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How do you know when the ice is safe to go out on?

December 20, 2018

Well, we did have some cold weather recently, and some ice did form on some area waters. That was then, this is now! The short version is…I would not trust any ice on any body of water in southeast Nebraska right now.

The formation of ice is a science in itself. From the perspective of someone interested in the physical sciences, water is one of the strangest substances on earth. Most things get more dense and heavier as they get cold.

If water got denser and heavier when it froze, it would sink. Ice would either fall to the bottom of lakes and rivers or form there. Imagine the flooding we would see every winter as ice formed on river and stream beds and caused the water above it to be forced out of its banks and into surrounding areas.

One of the special qualities of water is that it actually becomes lighter below 39 degrees. This makes ice lighter and less dense than the water below it. This is why ice forms and floats on top of the water, rather than sink to the bottom.

For water to freeze and change into ice, it must be cooled to its freezing point. It loses heat to the atmosphere. Have you ever noticed the “fog” on the surface of open water when the temperatures are cold? That is the heat of the water going into the atmosphere. That heat loss occurs because the temperature of the air is lower than the temperature of the water.

For ice to get thick enough and strong enough to be safe to walk on, we need steady, below freezing temperatures. The colder it is for a longer period of time, the thicker and stronger the ice becomes.

There are a number of things that affect ice formation. Moving water under the ice will generally make the surface ice thinner than other areas on the same body of water. Springs can make localized thin spots (remember – heat rises so warmer water rises and thins the ice from underneath).

Vegetation along shorelines or in shallow areas can cause localized thin ice. Underwater vegetation will absorb heat as a part of their natural growing cycle. The vegetation can transfer some of that absorbed heat back to the water and create thinner ice above the plants. Have you ever seen a big stick or limb protruding from the ice, and noticed that there was a little bit of open water right around the spot where the stick came through the ice? This is why.

When you do decide to go out on the ice, go slowly. I like to test the thickness of the ice every few feet until I get comfortable that there is sufficient ice to support me. I never icefish alone and I always wear a lifejacket until I “know” the ice will hold me.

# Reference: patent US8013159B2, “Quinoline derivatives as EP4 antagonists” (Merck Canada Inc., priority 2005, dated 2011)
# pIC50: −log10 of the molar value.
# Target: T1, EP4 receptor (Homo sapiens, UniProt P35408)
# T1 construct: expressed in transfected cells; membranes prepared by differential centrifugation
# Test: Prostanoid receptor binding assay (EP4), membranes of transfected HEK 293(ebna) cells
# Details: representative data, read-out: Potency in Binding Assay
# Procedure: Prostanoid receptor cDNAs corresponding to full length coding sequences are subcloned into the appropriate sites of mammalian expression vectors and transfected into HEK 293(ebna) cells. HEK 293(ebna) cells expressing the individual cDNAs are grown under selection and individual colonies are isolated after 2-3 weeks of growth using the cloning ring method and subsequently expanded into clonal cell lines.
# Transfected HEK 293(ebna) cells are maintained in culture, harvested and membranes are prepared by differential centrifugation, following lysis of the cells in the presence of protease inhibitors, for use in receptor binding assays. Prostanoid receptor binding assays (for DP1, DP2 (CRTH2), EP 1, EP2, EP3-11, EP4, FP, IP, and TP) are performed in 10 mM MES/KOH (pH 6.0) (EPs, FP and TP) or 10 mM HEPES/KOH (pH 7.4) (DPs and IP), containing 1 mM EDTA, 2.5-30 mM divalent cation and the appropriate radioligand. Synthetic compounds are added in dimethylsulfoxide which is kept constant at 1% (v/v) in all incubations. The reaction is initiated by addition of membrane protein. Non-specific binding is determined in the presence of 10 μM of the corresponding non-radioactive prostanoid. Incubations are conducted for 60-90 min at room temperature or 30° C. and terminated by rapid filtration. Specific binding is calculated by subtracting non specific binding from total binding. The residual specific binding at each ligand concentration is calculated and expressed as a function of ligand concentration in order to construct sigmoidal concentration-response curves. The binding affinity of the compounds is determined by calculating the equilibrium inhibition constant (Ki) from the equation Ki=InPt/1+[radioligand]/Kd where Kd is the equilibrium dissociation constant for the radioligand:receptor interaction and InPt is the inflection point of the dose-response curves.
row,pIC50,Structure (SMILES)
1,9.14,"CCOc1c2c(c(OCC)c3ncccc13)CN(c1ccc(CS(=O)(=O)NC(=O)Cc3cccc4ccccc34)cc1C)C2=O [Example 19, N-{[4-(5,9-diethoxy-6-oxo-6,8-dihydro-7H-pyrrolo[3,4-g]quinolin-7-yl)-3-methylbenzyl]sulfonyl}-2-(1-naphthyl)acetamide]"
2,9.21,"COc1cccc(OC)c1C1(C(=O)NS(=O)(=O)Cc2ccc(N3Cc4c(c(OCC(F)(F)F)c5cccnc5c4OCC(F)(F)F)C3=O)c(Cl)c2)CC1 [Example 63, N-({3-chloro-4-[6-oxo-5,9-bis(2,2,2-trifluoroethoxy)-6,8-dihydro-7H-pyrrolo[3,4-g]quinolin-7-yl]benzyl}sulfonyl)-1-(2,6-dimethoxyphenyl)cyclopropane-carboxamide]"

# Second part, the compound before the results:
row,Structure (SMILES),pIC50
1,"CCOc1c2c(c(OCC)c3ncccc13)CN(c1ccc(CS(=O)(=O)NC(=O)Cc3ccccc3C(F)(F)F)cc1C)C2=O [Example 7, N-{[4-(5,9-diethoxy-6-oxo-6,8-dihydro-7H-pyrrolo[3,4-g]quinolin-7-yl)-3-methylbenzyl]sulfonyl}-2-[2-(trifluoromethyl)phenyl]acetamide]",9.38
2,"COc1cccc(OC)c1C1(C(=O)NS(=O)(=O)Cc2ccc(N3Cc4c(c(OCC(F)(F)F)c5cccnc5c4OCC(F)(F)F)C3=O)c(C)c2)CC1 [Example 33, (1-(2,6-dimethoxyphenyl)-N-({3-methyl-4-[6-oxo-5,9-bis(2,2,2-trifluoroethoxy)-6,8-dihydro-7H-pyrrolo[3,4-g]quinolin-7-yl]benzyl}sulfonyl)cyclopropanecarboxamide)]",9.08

A lifejacket may not prevent me from breaking through the ice, but it will help keep me at the surface. Even if hypothermia sets in and I lose consciousness, my head is still above the ice and I can continue breathing. This fact alone makes a successful rescue more likely.

Any time I’m icefishing I have my designated sled with me. In addition to my icefishing gear, I have some other safety and rescue gear on the sled. For example, I carry 50-feet of rope attached to a Class IV flotation device. This is the flotation device that looks like a set cushion and is required to be in all boats. It is required so that you have something to throw to a drowning person. I carry one in my icefishing sled for the same reason.

I can easily toss this rig to someone who falls through the ice and stay back on more solid ice to pull them out. The weight of the Class IV allows you to throw more accurately and it pulls your life line out with it! This kind of flotation device can literally be a life saver for the person in the water.

I also wear a pair of icepicks around my neck. If I do fall through the ice, these spikes can help me get a “grip” on the surface of the ice and pull myself out. They say water on ice is the slipperiest thing in the world! Why?

In May of this year, a scientific paper was published in the Journal of Chemical Physics describing the properties and surface of ice. Researchers had found that it was not the liquid water on the surface of the ice that made it so slick; it was what they termed “loose water molecules”. The researchers made the analogy of it being like a dance floor covered with marbles or ball bearings. Slipping across the surface of the ice is simply “rolling” on these molecular marbles.

Ice normally has a very structured pattern of crystals is which each water molecule in the crystal matrix is attached to three other molecules. However, molecules on the surface of the ice can only be attached to two other molecules. The result is a very weak bond with surface molecules. These surface molecules shift and tumble when a tractive force is applied to them. To state it very simply, the surface of the ice can move under your feet. Score another one for science!

And…Merry Christmas!

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